"The buried diffuser" a real "revolution" in irrigation: 60% less water than drip irrigation; 1 irrigation per 1 , 2 or 3 years!
During 25 years of applied research, in semi arid and arid regions of Tunisia, allowed to conceiveand test a new technology: "the buried diffuser". This technology is an efficient solution for irrigation water saving and for droughts mitigation and climate change adaptation.
In regular irrigation of trees or vegetables, The Buried Diffuser allows:
• to use 50 till 70% less water than drip irrigation,
•to use 70 till 90% less energy than drip irrigation
•to use 50 till 70% less fertilisers than drip irrigation
•to reduce dramaticly the use of herbicides, and others phyto sanitary products,.
For droughts we have to distinguish : the seasonal drought and the multi annual drought. The first type is a short duration drought: low or very low rain during the autumn, or the winter or the spring. This will of course reduce the water availability in the soil of the rain fed crops (trees or cereals and others). For the irrigated crops from small medium and big reservoirs, the impact is not dramatic. The second type is the long duration drought: 2 till 3 successive years. The impact is dramatic and catastrophic for both rain fed and irrigated crops. In rain fed crops there is no crop because no water in the soil : for cereals and similar farmers do not cultivate; for trees because of water scarcity in the soil., the trees will slowly agonize. If the drought is long (2 or 3 years) the trees die and the aerial and underground (roots) biomass dry out. This situation is what Californian farmers experienced during 2012/2013 and 2014.
To avoid the negative impacts of the catastrophic droughts in rain fed and irrigated crops, using the buried diffuser, we introduced 2 new "concepts": the "anticipated irrigation" and the"water injection" in the deep soil layers.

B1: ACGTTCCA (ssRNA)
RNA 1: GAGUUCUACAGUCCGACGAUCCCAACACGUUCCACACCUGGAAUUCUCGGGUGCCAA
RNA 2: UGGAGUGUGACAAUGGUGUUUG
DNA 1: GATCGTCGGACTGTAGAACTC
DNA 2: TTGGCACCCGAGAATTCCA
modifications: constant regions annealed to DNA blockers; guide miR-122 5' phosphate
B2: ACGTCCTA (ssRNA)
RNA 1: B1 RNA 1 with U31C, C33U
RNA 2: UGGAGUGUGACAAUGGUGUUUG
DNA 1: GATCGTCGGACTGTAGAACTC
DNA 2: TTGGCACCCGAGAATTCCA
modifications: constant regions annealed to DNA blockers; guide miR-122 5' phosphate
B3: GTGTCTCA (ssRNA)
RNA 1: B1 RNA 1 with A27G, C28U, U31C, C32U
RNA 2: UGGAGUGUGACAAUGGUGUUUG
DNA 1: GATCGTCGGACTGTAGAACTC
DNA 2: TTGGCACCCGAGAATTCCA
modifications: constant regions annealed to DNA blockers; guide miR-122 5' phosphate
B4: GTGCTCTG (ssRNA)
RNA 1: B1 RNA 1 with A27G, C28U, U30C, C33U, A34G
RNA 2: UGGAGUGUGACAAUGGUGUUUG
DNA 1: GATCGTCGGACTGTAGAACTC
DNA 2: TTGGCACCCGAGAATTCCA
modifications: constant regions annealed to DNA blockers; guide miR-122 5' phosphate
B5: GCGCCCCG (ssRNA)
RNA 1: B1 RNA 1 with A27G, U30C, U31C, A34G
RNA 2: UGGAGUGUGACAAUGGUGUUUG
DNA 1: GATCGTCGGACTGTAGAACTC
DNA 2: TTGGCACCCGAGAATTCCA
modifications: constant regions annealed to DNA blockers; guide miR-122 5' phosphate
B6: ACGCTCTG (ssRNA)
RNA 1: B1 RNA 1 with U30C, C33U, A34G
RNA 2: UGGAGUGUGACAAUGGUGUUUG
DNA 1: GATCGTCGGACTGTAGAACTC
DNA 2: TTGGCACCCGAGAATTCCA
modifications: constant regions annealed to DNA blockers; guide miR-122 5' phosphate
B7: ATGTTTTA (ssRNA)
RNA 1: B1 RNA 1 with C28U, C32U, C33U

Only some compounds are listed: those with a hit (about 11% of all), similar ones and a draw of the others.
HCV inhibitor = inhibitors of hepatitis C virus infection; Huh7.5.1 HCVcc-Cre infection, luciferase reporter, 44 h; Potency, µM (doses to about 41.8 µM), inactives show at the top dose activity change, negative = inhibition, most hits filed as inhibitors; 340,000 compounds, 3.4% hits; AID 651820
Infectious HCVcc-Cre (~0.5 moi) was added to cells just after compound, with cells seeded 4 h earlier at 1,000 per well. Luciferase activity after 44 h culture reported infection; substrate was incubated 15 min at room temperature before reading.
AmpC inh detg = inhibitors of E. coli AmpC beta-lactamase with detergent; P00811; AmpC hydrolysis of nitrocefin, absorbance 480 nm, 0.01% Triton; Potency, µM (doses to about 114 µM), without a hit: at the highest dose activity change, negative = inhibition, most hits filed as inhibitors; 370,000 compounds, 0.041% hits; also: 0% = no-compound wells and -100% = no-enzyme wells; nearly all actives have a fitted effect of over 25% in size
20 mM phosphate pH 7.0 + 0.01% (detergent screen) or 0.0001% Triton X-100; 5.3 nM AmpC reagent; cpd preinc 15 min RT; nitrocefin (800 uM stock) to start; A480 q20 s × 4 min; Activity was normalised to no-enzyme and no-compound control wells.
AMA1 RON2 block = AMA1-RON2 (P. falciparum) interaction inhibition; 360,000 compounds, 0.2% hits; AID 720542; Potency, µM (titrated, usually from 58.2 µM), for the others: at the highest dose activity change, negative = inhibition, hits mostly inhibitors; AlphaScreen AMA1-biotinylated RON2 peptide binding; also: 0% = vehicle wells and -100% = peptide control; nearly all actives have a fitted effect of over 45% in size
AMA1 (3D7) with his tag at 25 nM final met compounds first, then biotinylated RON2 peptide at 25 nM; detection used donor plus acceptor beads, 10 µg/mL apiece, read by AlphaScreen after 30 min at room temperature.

For the "anticipated irrigation", Instead of irrigation during the hot or the dry season, the irrigation using Buried Diffusers is done during the autumn and winter or during the rainy season. The amount of water of the «Anticipated Irrigation» should cover the total need of the crop during the hot or dry season (spring and summer). This water amount is stored in the deep soil layers will be used by the deep or sub-surface roots systems of the crops.
The "water injection" using Buried Diffusers in the deep soil layers is useful especially for trees crops. The injected water comes from: dams, rivers, and springs. The amount of the injected water could cover the need of the trees for several years (2 to 3 years) when the soil below 50 cm is thick (1 meter or more) and contains minimum 10% clay. This injected water is conserved (stored) in the deep soil layers (50 cm below the soil surface) and used later by the deep root systems of the trees during a short or a long drought period: six months till 3 years. During the drought, the trees produce normally using the injected and stored water.
Thus for one wet year and one very wet year and for a hill reservoir, with a drainage basin of 700 hectares and a storage capacity of 300000 cubic meters, these resources that might be injected into the deeper layers of soil are estimated to1550000 meters. This volume injected by diffusers would keep in good production conditions 34 444 adult olive trees for three years. Each tree receives 15 cubic meters per year.
The draining floater allows to «pump» » and to distribute the water using the gravity. It uses the siphon principle. To begin the pumping and the distribution of the water using the gravity, we have to fill the pipes with water then we open the end tap of the system to initiate the water flowing by gravity inducing the water pumping and distribution continuously without any intervention. The "Water flowing regulation tap" could be closed and opened at any time without priming the siphon.
For more details about the buried diffuser, the draining floater, the anticipated irrigation and the water injection, visit our website: www.chahtech.com .or contact us on : firstname.lastname@example.org